FTC OKs Self-Regulation to Protect Children's Privacy

Simpson: Blame often gets spread where it shouldn't.

The government recently approved the first self-regulatory guidelines for protecting children's privacy on the Web.

The Federal Trade Commission (FTC) on Feb. 1 unanimously granted the first "safe harbor" guidelines to ensure compliance with the Children's Online Privacy Protection Act, which was passed by Congress in 1998.

The act requires the operators of Web sites geared toward children to post privacy policies on their sites, notify parents about the information they're gathering and obtain parental consent before collecting personal information from children under 13.

The act also provides for the establishment of self-regulatory programs. To set up a safe harbor, businesses and trade groups must propose guidelines to the FTC.

If the guidelines are approved, they're considered "safe" and in compliance with the rule. Web site operators can then use them as models for their own operations.

Evolving Proposal

The guidelines approved by the FTC were proposed by the Arlington, Va.-based Council of Better Business Bureau Inc.'s Children's Advertising Review Unit, a separate arm of the advertising industry's self-regulatory program.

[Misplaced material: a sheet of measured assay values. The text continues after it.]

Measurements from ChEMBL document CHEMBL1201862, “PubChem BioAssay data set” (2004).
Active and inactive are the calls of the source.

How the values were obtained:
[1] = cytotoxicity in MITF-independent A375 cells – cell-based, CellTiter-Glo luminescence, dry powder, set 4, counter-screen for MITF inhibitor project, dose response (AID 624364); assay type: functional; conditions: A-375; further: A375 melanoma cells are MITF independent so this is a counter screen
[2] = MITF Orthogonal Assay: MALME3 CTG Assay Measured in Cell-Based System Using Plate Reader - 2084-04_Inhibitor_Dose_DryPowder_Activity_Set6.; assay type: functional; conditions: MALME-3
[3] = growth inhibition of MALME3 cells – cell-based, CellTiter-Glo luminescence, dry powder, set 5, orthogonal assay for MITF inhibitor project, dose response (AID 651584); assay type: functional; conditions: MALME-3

The Children's Advertising Review Unit has been around for almost 30 years. But the organization's guidelines weren't strong enough at first to protect children on the Internet, said Jason Catlett, president of Junkbusters Corp., a Green Brook, N.J.-based privacy advocacy group.

"They revised the proposal, and then we supported it because it seemed to be stronger than what the FTC's rule-making required," Catlett said.

The Center for Media Education (CME), a Washington-based national watchdog group focused on electronic media for children, also expressed reservations about the original Children's Advertising Review Unit proposal to the FTC. But according to CME officials, the group is satisfied with the revisions.

In 1998, the FTC surveyed 212 Web sites directed toward children and found that 46% of them didn't include any disclosure of their collection and use of personal information, despite the fact that 89% of the sites collected one or more types of personal information from children.

Copyright © 2001 IDG Communications, Inc.

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